August 16, 2019KR BlogBlogLiterature

The Struggle Between the Visual and Verbal in Browning’s “Fra Lippo Lippi” Part Four

This is Part Four of a series. Read parts one, two, and three.

In one example of this simultaneously spatially and temporally mobile impulse, Lippi depicts a future image of himself painting his saints, saints, and more saints, swallowing his rage, when life and desire explode the flimsy wall he has built up between it and himself:

A turn, some warm eve finds me at my saints—

A laugh, a cry, the business of the world—

(Flower o’ the peach

Death for us all, and his own life for each!) 

And my whole soul revolves, the cup runs over,

The world and life’s too big to pass for a dream,

And I do these wild things in sheer despite,

And play the fooleries you catch me at,

In pure rage!

This land is a spatially oriented one, and Lippi is like a little mouse that uses his descriptions of landscape to propel himself through it, and at times seemingly beyond it, as though he has attached little legs to his words, as he did when he was a child.

This turn he feels so sure he can expect is a figurative one, but the way he describes it makes it seem as though if we wanted to have his experience we could walk through this maze of events that he sets up. We could make the turn that takes us from our saintly work to the distractions of life (bits of songs about flowers, living, and dying) that live within a set of parentheses that we have to enter in order to hear.

Then we would continue on to his soul, spinning inside and then overturning the cup of his life. Now that it has popped out of the cup, we see that this existence is too considerable to be but a dream.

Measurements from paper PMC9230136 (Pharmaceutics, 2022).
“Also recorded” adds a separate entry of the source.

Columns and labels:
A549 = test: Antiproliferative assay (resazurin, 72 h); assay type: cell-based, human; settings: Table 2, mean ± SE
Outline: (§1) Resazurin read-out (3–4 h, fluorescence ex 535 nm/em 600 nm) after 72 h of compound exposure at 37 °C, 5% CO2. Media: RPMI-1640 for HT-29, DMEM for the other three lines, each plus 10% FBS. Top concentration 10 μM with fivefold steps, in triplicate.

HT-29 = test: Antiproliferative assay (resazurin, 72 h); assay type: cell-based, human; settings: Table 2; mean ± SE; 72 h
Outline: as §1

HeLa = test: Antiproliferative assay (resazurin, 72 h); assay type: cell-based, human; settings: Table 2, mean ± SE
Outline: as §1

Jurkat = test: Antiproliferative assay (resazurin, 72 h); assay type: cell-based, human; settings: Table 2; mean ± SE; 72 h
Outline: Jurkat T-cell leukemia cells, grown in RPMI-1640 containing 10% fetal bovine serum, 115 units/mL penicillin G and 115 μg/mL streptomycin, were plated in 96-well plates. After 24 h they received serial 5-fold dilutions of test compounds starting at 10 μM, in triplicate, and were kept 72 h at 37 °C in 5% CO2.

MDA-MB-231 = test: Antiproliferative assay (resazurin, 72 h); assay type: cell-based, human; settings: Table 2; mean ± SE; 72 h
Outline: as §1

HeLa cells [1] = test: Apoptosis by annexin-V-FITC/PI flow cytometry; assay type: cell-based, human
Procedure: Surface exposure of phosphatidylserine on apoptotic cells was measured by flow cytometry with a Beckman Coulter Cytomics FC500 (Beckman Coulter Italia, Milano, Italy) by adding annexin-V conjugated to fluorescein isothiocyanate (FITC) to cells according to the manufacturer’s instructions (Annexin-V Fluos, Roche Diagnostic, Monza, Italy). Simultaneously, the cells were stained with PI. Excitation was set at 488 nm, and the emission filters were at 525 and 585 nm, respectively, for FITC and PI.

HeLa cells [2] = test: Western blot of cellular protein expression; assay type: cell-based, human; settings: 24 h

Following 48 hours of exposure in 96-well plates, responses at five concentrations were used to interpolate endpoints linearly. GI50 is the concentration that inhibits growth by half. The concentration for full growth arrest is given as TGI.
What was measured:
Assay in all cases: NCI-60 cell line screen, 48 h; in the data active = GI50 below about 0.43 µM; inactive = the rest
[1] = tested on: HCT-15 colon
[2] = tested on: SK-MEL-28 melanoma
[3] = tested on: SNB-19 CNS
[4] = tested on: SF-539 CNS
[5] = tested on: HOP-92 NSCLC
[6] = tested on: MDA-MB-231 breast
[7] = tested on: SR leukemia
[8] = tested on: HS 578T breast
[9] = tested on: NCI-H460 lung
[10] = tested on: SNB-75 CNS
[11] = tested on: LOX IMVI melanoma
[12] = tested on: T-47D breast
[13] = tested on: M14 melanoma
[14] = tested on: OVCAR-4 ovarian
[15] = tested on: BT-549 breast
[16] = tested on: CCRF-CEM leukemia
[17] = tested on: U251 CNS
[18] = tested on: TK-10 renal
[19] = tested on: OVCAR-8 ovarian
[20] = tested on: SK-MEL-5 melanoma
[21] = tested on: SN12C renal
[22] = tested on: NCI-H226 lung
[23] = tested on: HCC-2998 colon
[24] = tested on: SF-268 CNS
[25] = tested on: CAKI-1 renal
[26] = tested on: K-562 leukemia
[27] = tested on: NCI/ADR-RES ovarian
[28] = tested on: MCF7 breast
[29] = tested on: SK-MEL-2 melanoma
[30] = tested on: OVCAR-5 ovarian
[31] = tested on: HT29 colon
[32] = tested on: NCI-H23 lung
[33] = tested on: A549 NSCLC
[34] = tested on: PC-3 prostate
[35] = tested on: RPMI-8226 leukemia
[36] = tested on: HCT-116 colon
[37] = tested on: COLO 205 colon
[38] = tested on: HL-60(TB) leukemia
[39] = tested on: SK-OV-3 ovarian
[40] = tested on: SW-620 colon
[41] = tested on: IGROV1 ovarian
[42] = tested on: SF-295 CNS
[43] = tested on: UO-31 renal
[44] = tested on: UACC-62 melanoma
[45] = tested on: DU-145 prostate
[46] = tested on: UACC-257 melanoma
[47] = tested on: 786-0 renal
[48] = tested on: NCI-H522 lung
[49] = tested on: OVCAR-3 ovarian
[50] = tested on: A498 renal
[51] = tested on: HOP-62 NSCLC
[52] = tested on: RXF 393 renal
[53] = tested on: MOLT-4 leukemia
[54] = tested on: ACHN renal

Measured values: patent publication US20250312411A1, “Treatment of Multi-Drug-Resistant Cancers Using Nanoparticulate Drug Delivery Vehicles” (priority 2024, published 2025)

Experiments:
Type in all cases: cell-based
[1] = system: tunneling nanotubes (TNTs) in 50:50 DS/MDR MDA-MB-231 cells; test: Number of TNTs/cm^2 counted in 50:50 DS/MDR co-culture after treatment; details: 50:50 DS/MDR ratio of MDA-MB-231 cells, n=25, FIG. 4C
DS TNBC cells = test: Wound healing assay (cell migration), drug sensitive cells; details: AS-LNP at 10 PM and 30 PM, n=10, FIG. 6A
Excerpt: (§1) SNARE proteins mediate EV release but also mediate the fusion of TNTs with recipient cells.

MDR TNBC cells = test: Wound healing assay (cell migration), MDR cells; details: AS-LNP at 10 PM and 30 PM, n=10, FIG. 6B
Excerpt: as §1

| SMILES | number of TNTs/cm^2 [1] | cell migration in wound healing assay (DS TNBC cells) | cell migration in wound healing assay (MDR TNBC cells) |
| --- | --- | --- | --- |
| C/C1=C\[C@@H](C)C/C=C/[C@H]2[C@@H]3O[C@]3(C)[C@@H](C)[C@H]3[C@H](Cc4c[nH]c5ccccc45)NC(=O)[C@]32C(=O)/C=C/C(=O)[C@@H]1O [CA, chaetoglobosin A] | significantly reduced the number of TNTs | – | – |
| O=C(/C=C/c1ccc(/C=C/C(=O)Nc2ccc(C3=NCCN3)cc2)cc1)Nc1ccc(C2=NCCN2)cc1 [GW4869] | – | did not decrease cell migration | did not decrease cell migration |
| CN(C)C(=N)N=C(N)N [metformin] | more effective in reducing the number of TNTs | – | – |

Browning’s effort to portray this sort of numinous experience through art implies a longing for a reach beyond the limits of its form, or of any mimetic form for that matter. The Prior entreats Lippi to paint the soul and not the body, but it is the body that has movement and desire. When Lippi asks, “Why can’t a painter lift each foot in turn, / Left foot and right foot, go a double step, / Make his flesh liker and his soul more like, / Both in their order?”, he is demanding why paintings cannot make the body dance.

Again Browning fuses different registers (body, music, visual, and verbal) and brings in the image of limbs that arises often during the debate with the prior over whether to paint the soul or the body. He does this in order to connect art to both the body and to music (since one dances to music) in a way that emphasizes movement and the realistic possibilities of artistic representation.

Lippi highlights the limitations of visual art (it is a static form without time or movement), that Browning seeks to interfere with himself, by using one form to address another, and, ideally, enhancing both forms in the process, thereby breaking the “bounds,” just as his speaker claims he does.

This is Part Four. You can read Part One here, Part Two here, and Part Three here.